Court of Appeals of Missouri, Western District, First Division
FROM THE CIRCUIT COURT OF MERCER COUNTY The Honorable Samuel
D. Frank, Judge
Before: Victor C. Howard, Presiding Judge, Lisa White
Hardwick and Gary D. Witt, Judges
White Hardwick, Judge
Hoover ("Husband") appeals from the judgment
dissolving his marriage to Lynda Hoover ("Wife").
Because of significant deficiencies in Husband's
appellate brief that prevent us from determining what his
actual claims of circuit court error are, we dismiss his
appears pro se. We struck his initial brief for
multiple specific violations of Rule 84.04. Husband filed an
amended brief that was substantially similar to the stricken
brief. Wife subsequently filed a motion to dismiss
Husband's appeal due to the deficiencies in his amended
brief. We took Wife's motion with the case.
84.04 sets forth requirements for appellate briefing.
"[C]ompliance with these requirements is mandatory in
order to ensure that appellate courts do not become advocates
by speculating on facts and on arguments that have not been
made." Lattimer v. Clark, 412 S.W.3d 420, 422
(Mo. App. 2013) (internal quotation marks and citations
omitted). "An appellant's failure to substantially
comply with Rule 84.04 'preserves nothing for our review
and is grounds for dismissing the appeal.'" Wong
v. Wong, 391 S.W.3d 917, 918 (Mo. App. 2013) (citation
omitted). Although Husband appears pro se, he
"is subject to the same procedural rules as parties
represented by counsel, including the rules specifying the
required contents of appellate briefs."
Lattimer, 412 S.W.3d at 422 (internal quotation
marks and citations omitted).
Husband's statement of facts violates Rule 84.04(c),
which requires "a fair and concise statement of the
facts relevant to the questions presented for determination
without argument." "The primary purpose of the
statement of facts is to afford an immediate, accurate,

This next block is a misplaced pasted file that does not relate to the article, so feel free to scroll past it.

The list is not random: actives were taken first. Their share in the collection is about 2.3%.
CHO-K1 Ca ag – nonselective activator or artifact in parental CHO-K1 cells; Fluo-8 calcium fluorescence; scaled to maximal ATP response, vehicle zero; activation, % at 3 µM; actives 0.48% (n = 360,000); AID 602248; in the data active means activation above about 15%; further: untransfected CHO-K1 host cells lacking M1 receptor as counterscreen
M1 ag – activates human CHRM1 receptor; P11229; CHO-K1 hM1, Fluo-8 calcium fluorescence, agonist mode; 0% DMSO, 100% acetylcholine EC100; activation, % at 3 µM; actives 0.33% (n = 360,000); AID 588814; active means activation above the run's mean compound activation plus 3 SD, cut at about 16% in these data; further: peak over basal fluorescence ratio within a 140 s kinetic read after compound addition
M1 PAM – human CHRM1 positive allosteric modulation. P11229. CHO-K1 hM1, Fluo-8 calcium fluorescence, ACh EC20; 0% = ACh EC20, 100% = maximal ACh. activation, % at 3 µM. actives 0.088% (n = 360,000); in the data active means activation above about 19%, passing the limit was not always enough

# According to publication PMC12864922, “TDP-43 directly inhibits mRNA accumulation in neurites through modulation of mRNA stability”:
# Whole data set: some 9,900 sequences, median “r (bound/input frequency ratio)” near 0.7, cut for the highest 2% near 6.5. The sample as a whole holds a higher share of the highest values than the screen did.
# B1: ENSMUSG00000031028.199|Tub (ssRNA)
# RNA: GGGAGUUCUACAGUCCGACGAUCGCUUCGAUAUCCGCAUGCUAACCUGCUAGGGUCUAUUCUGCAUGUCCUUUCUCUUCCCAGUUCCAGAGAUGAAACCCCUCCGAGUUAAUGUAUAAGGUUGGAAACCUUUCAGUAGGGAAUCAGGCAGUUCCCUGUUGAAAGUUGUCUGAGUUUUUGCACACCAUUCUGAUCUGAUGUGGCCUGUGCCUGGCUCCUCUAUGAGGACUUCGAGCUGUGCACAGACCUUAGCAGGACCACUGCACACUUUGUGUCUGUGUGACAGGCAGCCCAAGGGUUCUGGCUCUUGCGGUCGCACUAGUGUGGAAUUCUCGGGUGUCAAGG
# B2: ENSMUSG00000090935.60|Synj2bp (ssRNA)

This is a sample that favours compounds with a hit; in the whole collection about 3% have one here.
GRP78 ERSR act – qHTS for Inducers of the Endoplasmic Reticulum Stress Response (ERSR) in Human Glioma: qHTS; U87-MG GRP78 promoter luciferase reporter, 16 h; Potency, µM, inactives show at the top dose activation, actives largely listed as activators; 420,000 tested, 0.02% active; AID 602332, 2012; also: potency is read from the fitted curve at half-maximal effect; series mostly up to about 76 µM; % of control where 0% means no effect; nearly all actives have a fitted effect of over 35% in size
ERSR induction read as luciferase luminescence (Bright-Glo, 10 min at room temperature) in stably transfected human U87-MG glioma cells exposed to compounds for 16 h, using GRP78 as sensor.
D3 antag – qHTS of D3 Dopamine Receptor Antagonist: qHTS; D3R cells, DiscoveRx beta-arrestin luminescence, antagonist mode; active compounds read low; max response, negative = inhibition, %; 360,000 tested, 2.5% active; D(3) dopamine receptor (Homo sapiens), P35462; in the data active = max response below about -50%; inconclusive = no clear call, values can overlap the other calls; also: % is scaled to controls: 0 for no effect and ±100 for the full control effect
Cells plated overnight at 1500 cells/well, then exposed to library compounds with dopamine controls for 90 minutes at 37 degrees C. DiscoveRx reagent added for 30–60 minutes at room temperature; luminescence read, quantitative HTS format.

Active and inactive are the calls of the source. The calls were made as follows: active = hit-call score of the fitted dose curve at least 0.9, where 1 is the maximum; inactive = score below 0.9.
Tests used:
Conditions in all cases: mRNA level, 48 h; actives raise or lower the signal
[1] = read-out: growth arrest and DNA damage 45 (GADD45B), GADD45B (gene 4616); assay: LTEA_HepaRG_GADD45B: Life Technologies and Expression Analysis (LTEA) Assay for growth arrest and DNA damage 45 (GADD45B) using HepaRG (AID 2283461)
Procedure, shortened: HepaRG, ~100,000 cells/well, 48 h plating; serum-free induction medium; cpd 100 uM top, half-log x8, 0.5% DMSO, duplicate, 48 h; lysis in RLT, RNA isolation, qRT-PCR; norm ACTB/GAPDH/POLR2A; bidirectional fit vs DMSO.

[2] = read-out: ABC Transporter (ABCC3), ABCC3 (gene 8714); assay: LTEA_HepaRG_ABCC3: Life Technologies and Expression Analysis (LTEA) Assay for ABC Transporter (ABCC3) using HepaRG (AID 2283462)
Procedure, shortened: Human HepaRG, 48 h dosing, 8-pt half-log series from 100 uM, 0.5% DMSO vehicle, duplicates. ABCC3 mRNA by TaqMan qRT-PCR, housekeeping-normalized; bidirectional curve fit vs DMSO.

complete and unbiased understanding of the facts of the
case." Tavacoli v. Div. of Emp't Sec., 261
S.W.3d 708, 710 (Mo. App. 2008) (citation omitted).
Husband's statement of facts is not a fair and concise
statement of the facts relevant to the questions presented.
Instead, his statement of facts contains mostly argumentative
and conclusory statements, with only sporadic references to
the legal file and transcript. These deficiencies fail to
preserve Husband's claims for appellate review. See
Lattimer, 412 S.W.3d at 422.
Husband's point relied does not comply with Rule
84.04(d). His multifarious point consists of a
two-and-one-half page statement containing bare allegations
of approximately eight disparate errors. "When an
appellant makes the entire judgment one error and then lists
multiple grounds therefore, the point contains multiple legal
issues in violation of Rule 84.04(d)." Smith v.
Smith, 455 S.W.3d 26, 27 (Mo. App. 2014).
"Multifarious points preserve nothing for review."
Id. (citation omitted). Additionally, Husband's
point relied on does not include a list of cases or other
authority upon which he is principally relying, in violation
of Rule 84.04(d)(5).
Husband's argument fails to comply with Rule 84.04(e).
His argument consists of only a relisting of the eight
disparate errors alleged in his point relied on and cites to
no legal authority. "An argument must explain why, in
the context of the case, the law supports the claim of
reversible error." Washington v. Blackburn, 286
S.W.3d 818, 821 (Mo. App. 2009). The argument
"'should show how principles of law and the facts of
the case interact.'" Id. (citation
omitted). Husband's argument does not. Moreover,
Husband's argument does not include a concise statement
of the applicable standard of review for each claim of error;
a concise statement describing whether the error was
preserved for appellate review and, if so, how it was
preserved; and specific page references to the legal file or
transcript. The argument section of Husband's brief is
"'so defective as to require us and opposing counsel
to hypothesize about the appellant's argument and
precedential support for that argument[.]'"
Nichols v. Div. of Emp't Sec., 399 S.W.3d 901,
904 (Mo. App. 2013) (citation omitted). Therefore, we cannot
reach the merits of his appeal. Id.
we will review non-compliant briefs of pro se
appellants ex gratia. Id. We do so, however, only
"where the argument is readily understandable."
Id. That is not the case here. To determine whether
Husband is entitled to relief, we would have "to comb
the record for support for [his] factual assertions, decipher
[his] point on appeal, and locate legal authority for [his]
argument." Wong, 391 S.W.3d at 919-20. In other
words, we would have to act as Husband's advocate, which
we cannot do. Id.